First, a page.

Background: High volume upper gastrointestinal cancer hospitals demonstrate improved postoperative mortality rates, but the impact on survival is unclear. This population-based cohort study explores the effect of hospital volume on survival following upper gastrointestinal cancer surgery.
Patients and methods: This study used a population-based cohort of 3866 patients who underwent surgery for oesophageal or gastric cancer between 1998 and 2008 with follow-up until December 2008.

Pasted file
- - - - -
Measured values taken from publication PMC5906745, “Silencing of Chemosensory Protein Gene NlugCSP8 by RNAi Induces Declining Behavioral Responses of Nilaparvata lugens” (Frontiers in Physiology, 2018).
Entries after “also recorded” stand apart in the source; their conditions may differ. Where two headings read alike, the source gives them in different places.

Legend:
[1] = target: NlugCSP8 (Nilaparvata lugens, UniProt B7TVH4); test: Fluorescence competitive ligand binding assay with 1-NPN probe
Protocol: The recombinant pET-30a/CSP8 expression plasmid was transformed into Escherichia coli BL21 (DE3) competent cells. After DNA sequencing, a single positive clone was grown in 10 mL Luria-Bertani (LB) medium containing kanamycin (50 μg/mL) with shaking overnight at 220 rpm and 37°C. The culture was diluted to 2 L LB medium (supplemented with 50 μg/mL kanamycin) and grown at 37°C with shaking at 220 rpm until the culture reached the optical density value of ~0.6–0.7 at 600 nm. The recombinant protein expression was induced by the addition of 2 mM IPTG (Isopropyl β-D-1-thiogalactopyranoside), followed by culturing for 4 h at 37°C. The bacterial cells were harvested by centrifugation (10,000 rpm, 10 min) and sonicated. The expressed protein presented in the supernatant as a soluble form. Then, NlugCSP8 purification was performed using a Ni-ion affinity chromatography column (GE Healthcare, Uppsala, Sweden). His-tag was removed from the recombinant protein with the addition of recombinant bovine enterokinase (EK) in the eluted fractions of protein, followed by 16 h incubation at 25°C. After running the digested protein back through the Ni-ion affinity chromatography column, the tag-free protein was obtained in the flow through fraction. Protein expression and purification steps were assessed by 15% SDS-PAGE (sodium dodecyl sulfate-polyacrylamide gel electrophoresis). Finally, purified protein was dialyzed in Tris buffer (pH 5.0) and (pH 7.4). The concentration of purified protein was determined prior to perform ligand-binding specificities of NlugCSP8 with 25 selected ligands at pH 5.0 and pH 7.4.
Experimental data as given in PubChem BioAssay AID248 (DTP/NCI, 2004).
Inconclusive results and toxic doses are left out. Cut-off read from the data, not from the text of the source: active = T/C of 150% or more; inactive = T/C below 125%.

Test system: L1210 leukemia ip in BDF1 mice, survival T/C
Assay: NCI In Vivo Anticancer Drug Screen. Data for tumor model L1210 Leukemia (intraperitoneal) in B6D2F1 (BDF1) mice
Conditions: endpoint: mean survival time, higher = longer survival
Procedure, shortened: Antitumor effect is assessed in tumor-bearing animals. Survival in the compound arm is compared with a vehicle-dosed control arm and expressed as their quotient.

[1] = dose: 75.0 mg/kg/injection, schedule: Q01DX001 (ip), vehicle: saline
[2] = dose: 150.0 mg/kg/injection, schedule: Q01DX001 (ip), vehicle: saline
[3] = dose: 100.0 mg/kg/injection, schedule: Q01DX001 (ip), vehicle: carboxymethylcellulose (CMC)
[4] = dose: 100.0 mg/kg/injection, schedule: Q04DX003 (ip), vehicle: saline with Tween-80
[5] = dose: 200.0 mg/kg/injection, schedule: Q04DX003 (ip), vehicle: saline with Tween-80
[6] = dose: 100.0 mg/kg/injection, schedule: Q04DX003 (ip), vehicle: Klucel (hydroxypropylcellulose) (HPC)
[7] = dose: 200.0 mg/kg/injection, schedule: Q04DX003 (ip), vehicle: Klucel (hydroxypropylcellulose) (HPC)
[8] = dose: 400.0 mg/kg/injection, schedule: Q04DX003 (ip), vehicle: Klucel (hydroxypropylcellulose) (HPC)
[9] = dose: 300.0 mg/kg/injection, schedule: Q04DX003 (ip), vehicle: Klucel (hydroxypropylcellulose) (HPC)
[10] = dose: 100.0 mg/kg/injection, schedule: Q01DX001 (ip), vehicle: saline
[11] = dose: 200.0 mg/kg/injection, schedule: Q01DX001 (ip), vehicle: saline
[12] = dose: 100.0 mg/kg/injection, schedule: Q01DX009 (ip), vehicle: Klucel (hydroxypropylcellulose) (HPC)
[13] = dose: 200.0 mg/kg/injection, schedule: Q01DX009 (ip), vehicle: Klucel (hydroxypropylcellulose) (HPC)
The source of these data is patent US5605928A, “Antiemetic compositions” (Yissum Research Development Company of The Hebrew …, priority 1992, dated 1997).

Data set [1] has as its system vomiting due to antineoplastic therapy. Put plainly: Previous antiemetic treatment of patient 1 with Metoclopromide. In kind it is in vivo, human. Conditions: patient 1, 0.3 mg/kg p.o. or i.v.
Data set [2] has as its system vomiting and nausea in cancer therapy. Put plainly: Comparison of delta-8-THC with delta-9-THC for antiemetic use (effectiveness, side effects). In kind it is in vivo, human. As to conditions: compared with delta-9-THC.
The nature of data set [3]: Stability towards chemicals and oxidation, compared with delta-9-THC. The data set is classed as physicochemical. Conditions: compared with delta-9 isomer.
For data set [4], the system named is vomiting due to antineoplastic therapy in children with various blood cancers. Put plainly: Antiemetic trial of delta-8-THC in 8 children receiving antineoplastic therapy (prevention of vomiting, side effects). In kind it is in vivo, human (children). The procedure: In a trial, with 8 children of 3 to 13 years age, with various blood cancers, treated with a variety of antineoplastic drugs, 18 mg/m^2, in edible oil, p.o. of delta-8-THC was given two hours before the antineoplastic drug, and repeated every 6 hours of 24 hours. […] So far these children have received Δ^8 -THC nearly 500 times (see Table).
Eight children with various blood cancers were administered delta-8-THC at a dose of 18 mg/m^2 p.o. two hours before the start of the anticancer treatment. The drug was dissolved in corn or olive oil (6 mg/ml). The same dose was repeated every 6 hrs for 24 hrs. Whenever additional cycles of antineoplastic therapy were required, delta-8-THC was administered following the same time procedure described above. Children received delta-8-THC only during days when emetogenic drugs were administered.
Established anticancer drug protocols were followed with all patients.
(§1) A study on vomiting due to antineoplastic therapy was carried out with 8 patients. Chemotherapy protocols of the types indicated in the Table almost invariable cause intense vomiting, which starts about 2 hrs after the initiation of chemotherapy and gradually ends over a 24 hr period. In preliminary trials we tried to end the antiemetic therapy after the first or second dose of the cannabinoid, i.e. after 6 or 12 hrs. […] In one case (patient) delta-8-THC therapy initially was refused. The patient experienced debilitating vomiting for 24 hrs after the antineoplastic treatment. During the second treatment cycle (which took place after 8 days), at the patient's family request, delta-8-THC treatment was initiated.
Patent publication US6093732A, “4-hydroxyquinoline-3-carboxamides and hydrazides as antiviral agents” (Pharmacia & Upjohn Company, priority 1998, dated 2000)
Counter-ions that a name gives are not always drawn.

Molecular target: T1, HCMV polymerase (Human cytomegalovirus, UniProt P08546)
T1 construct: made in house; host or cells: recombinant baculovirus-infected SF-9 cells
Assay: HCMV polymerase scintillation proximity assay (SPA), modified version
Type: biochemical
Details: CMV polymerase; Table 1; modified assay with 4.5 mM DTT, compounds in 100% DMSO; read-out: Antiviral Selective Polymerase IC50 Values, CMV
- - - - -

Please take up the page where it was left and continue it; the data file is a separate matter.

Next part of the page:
Results: Hospital volume ranged from 1 to 68 cases/year. Overall, 5-year survival was 27%. Increasing age and advanced stage of disease were independently correlated with shorter survival. High hospital volume was significantly and independently correlated with improved 30-day mortality postoperatively (P<0.001), but not with survival beyond 30 days.
Conclusion: The correlation between hospital volume and improved 30-day mortality following oesophageal and gastric cancer surgery supports the centralisation of upper gastrointestinal cancer surgery services. The low survival in both high and low volume hospitals beyond 30 days highlights the need for increasing earlier diagnosis and optimising approaches to radical treatment.
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